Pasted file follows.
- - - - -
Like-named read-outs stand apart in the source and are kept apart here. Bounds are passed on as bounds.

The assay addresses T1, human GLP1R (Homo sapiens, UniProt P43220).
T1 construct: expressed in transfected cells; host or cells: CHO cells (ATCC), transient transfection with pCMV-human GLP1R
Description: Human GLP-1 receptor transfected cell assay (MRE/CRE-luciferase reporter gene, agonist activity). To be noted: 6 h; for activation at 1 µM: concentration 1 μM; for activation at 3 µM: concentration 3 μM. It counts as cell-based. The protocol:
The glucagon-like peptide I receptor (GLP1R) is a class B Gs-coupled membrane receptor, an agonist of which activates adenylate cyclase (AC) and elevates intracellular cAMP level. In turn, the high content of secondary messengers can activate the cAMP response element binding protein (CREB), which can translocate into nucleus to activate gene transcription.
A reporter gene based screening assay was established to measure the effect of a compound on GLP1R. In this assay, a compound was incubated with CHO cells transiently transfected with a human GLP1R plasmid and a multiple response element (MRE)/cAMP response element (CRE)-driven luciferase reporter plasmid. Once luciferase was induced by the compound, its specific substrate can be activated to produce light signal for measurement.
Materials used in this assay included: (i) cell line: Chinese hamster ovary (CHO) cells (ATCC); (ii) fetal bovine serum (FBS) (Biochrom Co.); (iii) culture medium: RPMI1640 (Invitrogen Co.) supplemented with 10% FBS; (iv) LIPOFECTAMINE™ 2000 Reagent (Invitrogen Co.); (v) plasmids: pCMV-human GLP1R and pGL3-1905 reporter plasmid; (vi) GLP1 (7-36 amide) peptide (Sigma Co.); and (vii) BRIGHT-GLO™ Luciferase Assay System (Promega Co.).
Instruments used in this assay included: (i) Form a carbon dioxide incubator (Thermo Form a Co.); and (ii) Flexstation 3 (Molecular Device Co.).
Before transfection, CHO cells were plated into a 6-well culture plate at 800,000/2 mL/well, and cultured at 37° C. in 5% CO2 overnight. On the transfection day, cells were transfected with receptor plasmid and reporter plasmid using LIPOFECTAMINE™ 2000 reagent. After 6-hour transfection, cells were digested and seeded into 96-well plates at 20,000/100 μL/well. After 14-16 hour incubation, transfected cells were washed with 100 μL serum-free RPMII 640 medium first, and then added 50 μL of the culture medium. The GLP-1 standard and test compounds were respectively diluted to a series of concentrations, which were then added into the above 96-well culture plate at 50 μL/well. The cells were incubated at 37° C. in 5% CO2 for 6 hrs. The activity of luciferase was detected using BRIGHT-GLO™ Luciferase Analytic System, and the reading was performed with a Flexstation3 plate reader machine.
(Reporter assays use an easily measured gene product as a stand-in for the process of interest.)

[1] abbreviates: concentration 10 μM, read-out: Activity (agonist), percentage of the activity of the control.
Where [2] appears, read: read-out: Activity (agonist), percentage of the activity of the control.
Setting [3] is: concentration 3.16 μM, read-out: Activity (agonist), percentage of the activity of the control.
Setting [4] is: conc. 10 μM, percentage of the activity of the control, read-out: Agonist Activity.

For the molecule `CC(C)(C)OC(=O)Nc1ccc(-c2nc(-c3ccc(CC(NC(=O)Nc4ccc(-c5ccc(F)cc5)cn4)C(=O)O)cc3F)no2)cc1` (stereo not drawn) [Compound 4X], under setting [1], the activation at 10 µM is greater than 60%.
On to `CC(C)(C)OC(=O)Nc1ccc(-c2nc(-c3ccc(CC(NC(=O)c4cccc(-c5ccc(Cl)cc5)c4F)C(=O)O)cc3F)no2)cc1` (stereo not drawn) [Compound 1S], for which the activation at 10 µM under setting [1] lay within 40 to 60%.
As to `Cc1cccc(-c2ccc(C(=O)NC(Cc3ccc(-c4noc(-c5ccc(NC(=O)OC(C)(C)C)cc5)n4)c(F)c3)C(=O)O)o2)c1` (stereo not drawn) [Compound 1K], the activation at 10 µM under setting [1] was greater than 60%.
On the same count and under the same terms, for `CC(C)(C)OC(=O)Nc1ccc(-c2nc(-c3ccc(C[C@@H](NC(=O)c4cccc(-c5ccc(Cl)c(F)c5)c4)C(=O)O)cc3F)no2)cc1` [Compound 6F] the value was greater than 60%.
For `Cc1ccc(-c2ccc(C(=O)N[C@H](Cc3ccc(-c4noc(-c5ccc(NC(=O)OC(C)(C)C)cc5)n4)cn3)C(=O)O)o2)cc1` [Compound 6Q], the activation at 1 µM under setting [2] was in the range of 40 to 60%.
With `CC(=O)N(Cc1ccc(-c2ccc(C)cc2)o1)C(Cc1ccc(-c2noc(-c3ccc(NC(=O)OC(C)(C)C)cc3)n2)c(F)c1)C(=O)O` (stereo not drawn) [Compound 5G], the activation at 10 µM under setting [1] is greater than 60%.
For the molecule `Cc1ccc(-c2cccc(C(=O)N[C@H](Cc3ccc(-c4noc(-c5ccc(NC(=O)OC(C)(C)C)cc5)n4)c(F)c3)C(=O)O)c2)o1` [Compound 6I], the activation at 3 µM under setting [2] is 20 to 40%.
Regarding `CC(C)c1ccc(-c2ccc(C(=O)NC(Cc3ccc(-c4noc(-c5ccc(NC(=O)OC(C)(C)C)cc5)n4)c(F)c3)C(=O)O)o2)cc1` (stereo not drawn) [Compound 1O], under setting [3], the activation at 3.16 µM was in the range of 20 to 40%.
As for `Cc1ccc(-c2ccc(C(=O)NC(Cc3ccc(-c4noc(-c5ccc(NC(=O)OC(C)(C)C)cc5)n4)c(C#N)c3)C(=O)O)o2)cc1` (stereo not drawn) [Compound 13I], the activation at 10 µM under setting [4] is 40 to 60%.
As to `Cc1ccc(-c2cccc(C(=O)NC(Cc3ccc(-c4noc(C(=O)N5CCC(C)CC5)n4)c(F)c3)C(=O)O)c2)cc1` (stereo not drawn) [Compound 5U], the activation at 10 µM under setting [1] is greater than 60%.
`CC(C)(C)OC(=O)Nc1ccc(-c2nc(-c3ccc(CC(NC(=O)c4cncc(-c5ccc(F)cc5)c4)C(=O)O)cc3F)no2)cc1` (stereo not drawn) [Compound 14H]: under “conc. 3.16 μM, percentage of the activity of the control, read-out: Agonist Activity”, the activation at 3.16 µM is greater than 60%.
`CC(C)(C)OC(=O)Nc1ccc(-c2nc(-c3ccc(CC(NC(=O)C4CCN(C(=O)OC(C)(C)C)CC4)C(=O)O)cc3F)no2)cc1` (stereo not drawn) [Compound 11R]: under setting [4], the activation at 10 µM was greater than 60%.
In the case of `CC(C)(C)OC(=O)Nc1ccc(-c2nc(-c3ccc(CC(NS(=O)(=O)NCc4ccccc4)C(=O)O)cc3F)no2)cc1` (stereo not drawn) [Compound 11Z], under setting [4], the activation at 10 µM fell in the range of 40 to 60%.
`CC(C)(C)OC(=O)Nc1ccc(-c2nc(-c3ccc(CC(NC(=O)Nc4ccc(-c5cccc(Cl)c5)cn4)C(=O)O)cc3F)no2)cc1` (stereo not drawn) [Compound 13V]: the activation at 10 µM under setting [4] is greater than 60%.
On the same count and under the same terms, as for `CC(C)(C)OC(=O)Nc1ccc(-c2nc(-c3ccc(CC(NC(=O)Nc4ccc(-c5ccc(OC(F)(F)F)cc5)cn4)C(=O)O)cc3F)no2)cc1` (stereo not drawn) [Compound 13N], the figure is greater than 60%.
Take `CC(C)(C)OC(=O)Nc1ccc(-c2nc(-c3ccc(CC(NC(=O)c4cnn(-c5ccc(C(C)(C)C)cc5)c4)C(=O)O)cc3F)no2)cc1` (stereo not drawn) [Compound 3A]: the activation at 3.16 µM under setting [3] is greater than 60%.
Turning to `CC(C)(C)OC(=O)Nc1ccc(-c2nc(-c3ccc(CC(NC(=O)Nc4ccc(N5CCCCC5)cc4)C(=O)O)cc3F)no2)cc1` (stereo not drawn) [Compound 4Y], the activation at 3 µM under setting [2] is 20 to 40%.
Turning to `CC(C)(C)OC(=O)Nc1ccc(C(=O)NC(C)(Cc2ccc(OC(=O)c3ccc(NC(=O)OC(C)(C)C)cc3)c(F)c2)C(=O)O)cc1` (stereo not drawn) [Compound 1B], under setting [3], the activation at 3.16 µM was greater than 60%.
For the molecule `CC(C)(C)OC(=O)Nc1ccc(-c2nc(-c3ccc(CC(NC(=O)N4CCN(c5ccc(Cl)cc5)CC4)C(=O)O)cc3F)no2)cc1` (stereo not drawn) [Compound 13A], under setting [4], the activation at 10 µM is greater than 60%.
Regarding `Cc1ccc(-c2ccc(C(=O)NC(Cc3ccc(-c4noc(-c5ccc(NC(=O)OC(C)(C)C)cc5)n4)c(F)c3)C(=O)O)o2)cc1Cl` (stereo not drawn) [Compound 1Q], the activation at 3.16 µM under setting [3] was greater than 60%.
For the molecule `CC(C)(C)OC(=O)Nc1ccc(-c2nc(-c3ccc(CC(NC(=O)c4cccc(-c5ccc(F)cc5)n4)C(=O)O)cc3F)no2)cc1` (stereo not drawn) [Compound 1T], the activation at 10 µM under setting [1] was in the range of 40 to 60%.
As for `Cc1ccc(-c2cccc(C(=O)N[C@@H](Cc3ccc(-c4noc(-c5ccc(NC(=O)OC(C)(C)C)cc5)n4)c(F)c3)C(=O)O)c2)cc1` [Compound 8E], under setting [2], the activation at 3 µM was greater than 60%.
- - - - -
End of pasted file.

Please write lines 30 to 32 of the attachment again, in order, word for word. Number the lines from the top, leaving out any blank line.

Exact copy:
Take `CC(C)(C)OC(=O)Nc1ccc(-c2nc(-c3ccc(CC(NC(=O)c4cnn(-c5ccc(C(C)(C)C)cc5)c4)C(=O)O)cc3F)no2)cc1` (stereo not drawn) [Compound 3A]: the activation at 3.16 µM under setting [3] is greater than 60%.
Turning to `CC(C)(C)OC(=O)Nc1ccc(-c2nc(-c3ccc(CC(NC(=O)Nc4ccc(N5CCCCC5)cc4)C(=O)O)cc3F)no2)cc1` (stereo not drawn) [Compound 4Y], the activation at 3 µM under setting [2] is 20 to 40%.
Turning to `CC(C)(C)OC(=O)Nc1ccc(C(=O)NC(C)(Cc2ccc(OC(=O)c3ccc(NC(=O)OC(C)(C)C)cc3)c(F)c2)C(=O)O)cc1` (stereo not drawn) [Compound 1B], under setting [3], the activation at 3.16 µM was greater than 60%.